You probably shield your skin with SPF and your eyes with sunnies, but how often do you grab earplugs before hitting a concert? The answer is: likely not enough. One in 5 Americans ages 20 to 29 already has hearing damage, according to new research published by the Centers for Disease Control and Prevention (CDC). And 1.1 billion young people worldwide are at risk for hearing loss, per the World Health Organization. Most of the affected don’t even know it, which is distressing, since once you’ve lost any part of your hearing, it’s gone forever.
The culprit is, not surprisingly, technology and the ways we use it. Today’s earbuds may stay put during a run, but they cause more harm than traditional over-ear headphones. “Earbuds focus the noise right into your eardrum,” says Yulia Carroll, MD, senior medical officer at the National Center for Environmental Health at the CDC, “so the effect on your hearing is stronger.”
Meanwhile, 40 percent of young people ages 12 to 35 are regularly exposed to dangerous noise levels at concerts and sporting events. Nightclubs and bars pump music at intense volumes. And those craned beats that get you through cycling class? They may do wonders for your butt, but they’re wrecking your ears (research shows that some workout classes reach 94 decibels [dB], higher than the recommended noise-exposure limit of 85 dB).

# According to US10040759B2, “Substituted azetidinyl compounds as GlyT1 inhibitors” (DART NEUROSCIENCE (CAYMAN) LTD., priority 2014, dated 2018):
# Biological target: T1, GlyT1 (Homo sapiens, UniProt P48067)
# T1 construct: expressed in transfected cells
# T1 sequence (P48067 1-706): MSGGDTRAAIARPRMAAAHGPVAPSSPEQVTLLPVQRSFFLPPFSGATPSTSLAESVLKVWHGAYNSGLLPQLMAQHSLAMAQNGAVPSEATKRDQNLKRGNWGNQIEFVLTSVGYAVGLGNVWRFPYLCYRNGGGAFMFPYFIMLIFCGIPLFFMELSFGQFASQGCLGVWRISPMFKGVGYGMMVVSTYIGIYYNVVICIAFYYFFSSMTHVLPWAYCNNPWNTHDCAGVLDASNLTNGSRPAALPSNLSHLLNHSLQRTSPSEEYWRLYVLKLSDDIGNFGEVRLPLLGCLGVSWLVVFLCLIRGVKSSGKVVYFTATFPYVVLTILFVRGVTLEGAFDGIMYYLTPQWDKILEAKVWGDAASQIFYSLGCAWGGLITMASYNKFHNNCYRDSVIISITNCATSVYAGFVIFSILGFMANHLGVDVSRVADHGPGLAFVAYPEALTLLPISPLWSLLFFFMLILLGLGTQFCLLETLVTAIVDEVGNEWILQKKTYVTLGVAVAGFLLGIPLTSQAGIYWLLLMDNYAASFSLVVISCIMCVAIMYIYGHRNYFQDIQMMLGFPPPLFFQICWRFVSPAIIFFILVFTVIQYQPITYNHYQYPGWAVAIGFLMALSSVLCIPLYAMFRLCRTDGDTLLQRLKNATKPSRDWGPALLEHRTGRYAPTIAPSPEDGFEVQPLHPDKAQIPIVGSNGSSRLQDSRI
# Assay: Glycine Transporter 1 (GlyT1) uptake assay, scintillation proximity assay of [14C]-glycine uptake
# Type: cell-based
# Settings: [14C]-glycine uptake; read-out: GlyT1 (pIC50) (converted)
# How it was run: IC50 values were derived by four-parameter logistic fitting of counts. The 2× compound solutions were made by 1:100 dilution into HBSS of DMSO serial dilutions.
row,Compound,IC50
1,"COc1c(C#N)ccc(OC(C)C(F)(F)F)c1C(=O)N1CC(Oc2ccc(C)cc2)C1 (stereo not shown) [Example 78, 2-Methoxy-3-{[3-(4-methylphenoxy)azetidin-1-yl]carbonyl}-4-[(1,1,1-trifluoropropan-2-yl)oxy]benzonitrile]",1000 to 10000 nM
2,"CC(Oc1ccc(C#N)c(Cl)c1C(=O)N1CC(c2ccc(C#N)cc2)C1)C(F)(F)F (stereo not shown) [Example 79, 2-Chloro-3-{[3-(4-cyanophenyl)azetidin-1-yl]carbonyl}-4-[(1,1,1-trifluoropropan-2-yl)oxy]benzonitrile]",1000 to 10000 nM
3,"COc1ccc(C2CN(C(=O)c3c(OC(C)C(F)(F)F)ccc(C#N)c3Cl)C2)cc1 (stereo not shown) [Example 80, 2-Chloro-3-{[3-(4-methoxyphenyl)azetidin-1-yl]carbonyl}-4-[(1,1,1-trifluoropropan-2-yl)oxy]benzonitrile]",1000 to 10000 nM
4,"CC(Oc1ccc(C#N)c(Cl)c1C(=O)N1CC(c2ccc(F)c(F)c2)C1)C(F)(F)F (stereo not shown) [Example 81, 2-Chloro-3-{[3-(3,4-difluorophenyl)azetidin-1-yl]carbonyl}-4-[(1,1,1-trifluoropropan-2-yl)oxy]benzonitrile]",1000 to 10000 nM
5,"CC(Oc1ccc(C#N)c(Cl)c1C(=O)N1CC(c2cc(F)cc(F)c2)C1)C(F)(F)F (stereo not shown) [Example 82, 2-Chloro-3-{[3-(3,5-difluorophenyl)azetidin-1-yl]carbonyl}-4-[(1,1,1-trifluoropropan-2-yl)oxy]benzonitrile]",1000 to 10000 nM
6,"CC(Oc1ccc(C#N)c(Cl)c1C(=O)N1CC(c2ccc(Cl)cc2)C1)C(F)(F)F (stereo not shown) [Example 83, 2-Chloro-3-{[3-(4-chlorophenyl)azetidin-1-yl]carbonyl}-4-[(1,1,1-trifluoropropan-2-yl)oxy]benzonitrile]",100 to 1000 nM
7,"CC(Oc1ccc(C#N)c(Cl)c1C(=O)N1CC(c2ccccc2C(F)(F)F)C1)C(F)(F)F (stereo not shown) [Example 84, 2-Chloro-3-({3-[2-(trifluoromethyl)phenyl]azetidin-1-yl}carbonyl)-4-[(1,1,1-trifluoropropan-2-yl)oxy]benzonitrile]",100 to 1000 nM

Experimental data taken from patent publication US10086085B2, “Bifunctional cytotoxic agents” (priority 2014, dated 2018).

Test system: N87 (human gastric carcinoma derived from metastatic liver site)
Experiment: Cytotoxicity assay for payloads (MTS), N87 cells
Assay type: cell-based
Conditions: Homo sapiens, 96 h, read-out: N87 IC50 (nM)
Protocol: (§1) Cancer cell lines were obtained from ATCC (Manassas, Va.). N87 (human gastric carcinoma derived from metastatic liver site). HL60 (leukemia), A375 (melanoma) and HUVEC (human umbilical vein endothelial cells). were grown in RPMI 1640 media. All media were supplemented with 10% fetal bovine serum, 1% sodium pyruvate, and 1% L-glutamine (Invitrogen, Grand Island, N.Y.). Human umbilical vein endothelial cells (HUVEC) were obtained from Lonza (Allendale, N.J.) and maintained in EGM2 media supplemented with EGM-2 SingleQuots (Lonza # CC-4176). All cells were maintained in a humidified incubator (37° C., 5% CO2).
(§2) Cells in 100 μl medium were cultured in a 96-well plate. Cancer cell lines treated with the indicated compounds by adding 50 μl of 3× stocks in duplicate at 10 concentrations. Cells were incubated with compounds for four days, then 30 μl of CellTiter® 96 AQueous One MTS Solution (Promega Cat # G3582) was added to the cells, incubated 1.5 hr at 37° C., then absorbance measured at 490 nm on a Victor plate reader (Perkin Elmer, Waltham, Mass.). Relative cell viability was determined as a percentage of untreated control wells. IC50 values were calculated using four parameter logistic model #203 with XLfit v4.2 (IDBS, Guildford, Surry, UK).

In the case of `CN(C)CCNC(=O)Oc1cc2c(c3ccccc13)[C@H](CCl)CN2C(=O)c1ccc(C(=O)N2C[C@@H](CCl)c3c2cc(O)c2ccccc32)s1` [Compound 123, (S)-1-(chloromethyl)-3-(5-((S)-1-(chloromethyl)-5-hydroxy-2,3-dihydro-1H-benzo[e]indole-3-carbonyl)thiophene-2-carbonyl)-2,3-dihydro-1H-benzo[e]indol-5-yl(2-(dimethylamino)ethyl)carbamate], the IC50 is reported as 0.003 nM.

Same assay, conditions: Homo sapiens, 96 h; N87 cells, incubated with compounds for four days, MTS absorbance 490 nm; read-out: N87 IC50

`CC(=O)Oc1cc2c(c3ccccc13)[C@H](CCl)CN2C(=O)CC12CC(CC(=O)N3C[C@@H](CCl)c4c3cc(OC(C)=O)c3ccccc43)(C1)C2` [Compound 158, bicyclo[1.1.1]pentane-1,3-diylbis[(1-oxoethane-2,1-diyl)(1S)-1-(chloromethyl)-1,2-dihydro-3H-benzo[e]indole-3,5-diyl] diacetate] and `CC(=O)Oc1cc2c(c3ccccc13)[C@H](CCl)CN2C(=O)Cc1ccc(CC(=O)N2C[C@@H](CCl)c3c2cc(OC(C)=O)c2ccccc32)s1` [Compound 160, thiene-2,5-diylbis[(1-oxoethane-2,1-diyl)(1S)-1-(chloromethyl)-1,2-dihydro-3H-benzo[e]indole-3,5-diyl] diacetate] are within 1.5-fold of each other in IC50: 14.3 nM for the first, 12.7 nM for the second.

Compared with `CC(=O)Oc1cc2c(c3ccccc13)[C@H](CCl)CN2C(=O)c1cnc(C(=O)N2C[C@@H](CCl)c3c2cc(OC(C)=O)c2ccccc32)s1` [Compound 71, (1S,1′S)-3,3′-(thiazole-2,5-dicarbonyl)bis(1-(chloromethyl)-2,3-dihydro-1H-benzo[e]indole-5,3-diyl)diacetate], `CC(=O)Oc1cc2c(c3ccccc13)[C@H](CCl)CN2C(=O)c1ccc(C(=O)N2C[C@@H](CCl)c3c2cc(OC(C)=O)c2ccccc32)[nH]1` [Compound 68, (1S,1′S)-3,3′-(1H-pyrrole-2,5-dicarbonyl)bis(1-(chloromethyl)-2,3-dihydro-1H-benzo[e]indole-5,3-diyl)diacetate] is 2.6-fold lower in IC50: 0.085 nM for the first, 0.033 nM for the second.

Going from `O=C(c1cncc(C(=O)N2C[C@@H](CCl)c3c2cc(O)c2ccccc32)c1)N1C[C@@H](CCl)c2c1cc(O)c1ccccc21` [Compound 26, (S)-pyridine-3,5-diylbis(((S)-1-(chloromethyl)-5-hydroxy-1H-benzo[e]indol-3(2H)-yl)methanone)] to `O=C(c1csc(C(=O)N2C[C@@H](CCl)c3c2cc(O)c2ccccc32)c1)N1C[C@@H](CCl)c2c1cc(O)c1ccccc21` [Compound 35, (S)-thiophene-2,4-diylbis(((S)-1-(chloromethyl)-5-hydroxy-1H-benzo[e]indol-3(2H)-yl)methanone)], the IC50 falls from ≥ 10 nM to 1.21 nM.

Wherever you are, if noise is preventing you from hearing a friend standing a few feet away, it’s probably causing damage, says Dr. Carroll. We’re born with around 16,000 hair cells in each inner ear that help convert sound waves into electrical signals for the brain. These cells bend when exposed to sound, then straighten. But they’re like blades of grass: Step on them once and they bounce back; crush them constantly and you’ll kill the lawn. Trampled hair cells don’t regenerate.
One small bit of good news: noise-induced hearing loss is tied to both volume and duration. That means you’d have to listen to something at 85 decibels for eight straight hours to cause damage (see “How Loud Is Too Loud?” below). At levels over 100 dB, your window shrinks to 15 minutes.
5 Ways to Protect Your Ears
1. Know Your Noise Levels
Download an app like SoundMeter or Noise Hunter to track the decibel level around you — at concerts, in restaurants, and in techno-cardio classes.
2. Pump Down the Volume
You can still live life to a soundtrack if you follow the 60:60 rule: Listen at no more than 60 percent.
3. Abandon the Buds
We get it — they’re super convenient. But if you’re cranking the volume, your ears are suffering. Need to drown out background noise? Noise-canceling headphones are best for blocking ambient sound. (Look for a noise reduction rating, or NRR, or at least 9.)
4. Plug Them Up
Your best festival accessory? Ear plugs. (Look closely; The band and crew are wearing them.) Follow instructions on the packet to insert them properly—otherwise, they’re useless.
How Loud is Too Loud?
30dB: A whisper
60dB: A normal conversation
80dB: City traffic
85db: Recommended noise-exposure limit
90dB: A leaf blower at close range
110dB: Your headphones at max volume
115dB: A rock concert
130dB: A jet engine at takeoff (from the runway, not the cabin)